Since its founding a decade ago, Emergence Capital Partners has become among the startup industry’s most highly regarded investors in enterprise software-as-a-service companies.
Fact is, few firms are as specialized. But the approach has paid big dividends. In fact, in 2013, Emergence saw one of the industry’s biggest returns with the IPO of Veeva Systems, an enterprise cloud provider for life sciences companies. In 2008, Emergence invested $4 million in the startup. When it went public, it was valued at $4.4 billion, and the firm’s stake was transformed into more than $1.2 billion.
Veeva’s market valuation has since slid to $3.2 billion, and Emergence has since quietly shifted its focus from SaaS startups to mobile enterprise applications. Among its newest investments: ServiceMax, a company whose applications are used by field service workers who are tasked with, say, completing installations or warranty repairs. “We think this is a bigger trend than SaaS has been to date,” says general partner Kevin Spain, who just published a detailed industry report that you’ll probably want to read.
We talked with him about it Friday. More from that conversation follows.
TC: What spurred you to write this – useful! — new round-up of mobile enterprise startups and how they fit into a larger ecosystem?
KS: People acknowledge that everyone who works now has a smart phone in their pocket, but we think most businesses have yet to really figure out how to use those devices in groundbreaking ways that mobile can uniquely unlock. It’s no longer enough to have email, calendar and contacts on your phone. We think there will be a whole range of business-focused apps that will help people do their jobs in more effective ways than ever before.
We’re in the early innings of entrepreneurs figuring out how big this opportunity is, too.
TC: I was surprised to learn that, as of a year ago, at least, just 16 percent of developers were focused on enterprise apps, even though the potential to make money with them is higher.
KS: That’s changing pretty rapidly. This [period] is very similar to what happened with the Web. In the late ‘90s, when the Internet came to be understood, the first place everyone focused was consumer, which made sense. Consumers are more willing to experiment with new things, and all founders are consumers themselves, so their first ideas are often consumer-oriented. But five to 10 years later, SaaS began to emerge in the business world, and we’re seeing the same in mobile.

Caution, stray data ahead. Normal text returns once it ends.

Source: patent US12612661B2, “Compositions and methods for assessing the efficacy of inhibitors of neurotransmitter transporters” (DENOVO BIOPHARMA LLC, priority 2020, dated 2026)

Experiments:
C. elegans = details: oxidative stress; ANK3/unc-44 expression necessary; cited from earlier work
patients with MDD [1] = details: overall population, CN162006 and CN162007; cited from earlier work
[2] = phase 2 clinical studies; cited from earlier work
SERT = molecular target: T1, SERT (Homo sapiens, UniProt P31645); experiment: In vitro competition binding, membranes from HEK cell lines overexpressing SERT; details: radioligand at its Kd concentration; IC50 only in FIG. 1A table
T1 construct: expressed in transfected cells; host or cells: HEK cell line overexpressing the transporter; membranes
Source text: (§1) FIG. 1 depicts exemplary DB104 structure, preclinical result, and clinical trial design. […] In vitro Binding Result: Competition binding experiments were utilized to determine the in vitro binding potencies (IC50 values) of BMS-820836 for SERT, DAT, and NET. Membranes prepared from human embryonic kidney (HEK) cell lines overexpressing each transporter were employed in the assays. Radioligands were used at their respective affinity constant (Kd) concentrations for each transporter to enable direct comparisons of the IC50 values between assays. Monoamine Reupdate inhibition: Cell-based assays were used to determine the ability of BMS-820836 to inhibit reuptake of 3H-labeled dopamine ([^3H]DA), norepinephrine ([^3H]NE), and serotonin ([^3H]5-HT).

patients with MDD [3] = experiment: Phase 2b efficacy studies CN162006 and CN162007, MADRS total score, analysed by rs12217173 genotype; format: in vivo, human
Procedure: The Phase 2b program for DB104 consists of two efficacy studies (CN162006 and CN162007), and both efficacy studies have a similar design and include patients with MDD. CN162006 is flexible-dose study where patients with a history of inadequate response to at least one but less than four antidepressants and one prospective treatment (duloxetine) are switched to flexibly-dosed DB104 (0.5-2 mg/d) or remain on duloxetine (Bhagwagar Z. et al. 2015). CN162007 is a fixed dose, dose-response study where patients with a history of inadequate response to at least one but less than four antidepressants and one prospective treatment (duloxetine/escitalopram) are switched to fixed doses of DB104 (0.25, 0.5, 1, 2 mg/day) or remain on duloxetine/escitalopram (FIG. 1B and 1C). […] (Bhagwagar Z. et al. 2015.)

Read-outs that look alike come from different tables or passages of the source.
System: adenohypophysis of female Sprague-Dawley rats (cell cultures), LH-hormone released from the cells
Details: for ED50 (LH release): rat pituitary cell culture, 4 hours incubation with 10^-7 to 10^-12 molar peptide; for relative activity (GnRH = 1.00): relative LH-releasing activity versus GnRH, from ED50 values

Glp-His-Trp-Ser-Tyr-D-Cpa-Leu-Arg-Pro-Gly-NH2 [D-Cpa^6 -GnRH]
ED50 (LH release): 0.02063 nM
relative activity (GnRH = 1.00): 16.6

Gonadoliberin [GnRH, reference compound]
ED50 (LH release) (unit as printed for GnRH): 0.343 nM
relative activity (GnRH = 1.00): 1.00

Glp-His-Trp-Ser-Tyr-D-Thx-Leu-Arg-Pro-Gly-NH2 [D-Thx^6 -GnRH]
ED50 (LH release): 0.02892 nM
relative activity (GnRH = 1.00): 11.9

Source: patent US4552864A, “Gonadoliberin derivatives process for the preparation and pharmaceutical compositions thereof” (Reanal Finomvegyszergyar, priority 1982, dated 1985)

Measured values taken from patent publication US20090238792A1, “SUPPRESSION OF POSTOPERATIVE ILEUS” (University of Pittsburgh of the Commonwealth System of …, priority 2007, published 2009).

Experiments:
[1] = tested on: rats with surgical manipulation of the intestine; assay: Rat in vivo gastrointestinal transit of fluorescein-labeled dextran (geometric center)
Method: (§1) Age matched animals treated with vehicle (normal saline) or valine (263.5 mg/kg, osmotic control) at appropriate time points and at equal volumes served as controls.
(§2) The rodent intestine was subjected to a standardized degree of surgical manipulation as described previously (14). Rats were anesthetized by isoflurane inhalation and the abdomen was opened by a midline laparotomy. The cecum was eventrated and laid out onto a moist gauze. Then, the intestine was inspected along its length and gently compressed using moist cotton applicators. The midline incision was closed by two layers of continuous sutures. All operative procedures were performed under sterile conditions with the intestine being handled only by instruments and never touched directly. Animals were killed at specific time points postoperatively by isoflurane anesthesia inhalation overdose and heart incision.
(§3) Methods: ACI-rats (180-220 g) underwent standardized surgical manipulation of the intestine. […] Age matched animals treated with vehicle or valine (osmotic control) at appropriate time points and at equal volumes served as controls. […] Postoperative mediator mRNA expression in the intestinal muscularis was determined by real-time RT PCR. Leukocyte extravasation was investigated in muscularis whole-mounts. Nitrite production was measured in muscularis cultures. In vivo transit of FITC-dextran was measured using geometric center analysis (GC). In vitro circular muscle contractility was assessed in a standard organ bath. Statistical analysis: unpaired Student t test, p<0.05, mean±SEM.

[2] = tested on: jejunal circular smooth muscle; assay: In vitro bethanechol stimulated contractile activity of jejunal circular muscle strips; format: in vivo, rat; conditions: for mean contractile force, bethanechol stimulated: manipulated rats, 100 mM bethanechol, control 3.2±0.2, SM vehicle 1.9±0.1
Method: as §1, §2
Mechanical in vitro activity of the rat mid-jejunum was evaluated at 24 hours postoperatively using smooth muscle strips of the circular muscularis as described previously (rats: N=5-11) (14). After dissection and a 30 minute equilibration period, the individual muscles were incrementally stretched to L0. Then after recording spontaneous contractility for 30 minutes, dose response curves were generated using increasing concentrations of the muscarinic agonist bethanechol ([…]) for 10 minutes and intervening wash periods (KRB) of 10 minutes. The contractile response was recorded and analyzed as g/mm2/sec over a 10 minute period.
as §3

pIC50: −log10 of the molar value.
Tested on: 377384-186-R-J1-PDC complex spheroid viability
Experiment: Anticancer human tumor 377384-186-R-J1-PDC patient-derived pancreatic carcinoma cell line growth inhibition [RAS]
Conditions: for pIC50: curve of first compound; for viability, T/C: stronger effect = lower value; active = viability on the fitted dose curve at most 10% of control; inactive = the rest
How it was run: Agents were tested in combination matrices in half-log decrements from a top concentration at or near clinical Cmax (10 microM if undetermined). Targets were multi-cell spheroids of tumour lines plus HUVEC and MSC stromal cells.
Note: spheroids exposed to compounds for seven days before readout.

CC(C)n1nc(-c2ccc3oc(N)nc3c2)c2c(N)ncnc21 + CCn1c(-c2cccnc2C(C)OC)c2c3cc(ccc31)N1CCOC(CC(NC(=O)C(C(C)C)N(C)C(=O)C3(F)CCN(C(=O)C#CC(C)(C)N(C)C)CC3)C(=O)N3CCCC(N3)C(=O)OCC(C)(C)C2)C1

TC: What are among the most interesting new apps you’ve seen?
KS: We think Plangrid, a mobile enterprise app that’s focused on the construction industry – and not in our portfolio – is very interesting. It allows people on these multimillion-dollar sites to share the latest blueprints, track issues, and better collaborate and communicate. We obviously like ServiceMax [which we’ve backed]. In both cases, workers who haven’t historically had access to great technology now do.
There are three billion people in the world who work, and just 20 percent of them [according to data from Forrester and the International Labour Organization] sit at their desks. Now, for the first time, you can address the 80 percent of them who don’t.
TC: You highlight three growth areas in your report: Desktop extension apps for employees who are deskbound and times and mobile at others; enterprise apps for entirely non-desk workers; and enterprise apps in emerging markets that are inherently “mobile first.” Of those three buckets, where will you spend the most time over the next five years?
KS: We’re seeing a lot of opportunity in this whole desk-extension opportunity. ServiceMax plays into this horizontal, as some of its users use desks. CoTap, a mobile message platform geared toward business users that we’ve backed, plays into it, too, as does [the storage business] Box [backed early on by Emergence]. It helps deskbound workers take advantage of mobile in new ways.
We think the deskless enterprise is another big area and [our portfolio companies] Doximity [the online social networking service for physicians], and Top Hat [ a mobile-based classroom response system] play into that trend. So does [Emergence-backed] Augmedix [a service for doctors built on smartglasses].
TC: The Augmedix case begs the question: how big a role will headsets and other wearables play in the mobile enterprise applications landscape that you foresee?
KS: It’s definitely bleeding edge. But the impact that companies like Augmedix are having with Google Glass demonstrates that new mobile form factors in the enterprise will be important, and I’m confident we’ll be looking at other wearable opportunities going forward.
TC: As for that third bucket — emerging markets?
KS: Global mobile is interesting. Many of these field-based workers are outside the U.S., so we see amazing opportunities to deploy [enterprise apps] to those outside of North America. But that’s probably a year or two out from an investment perspective.
TC: Assuming many more mobile enterprise apps flourish, should employees be more concerned about their privacy?
KS: It’s a question worth asking, because your phone knows a lot about you, including where you’ve been and where you’re going. Some enterprise apps will have more of that access to sensitive data like your location than others. With ServiceMax, for example, one of its key bits of functionality is route planning – telling you where your next client is and how to get there.
But in a lot of cases, the apps don’t have a tremendous amount of access because there isn’t a lot of need for location information. This is is something we may have to grapple with more in the future, but I think the number of applications where it will be an issue will be fairly small.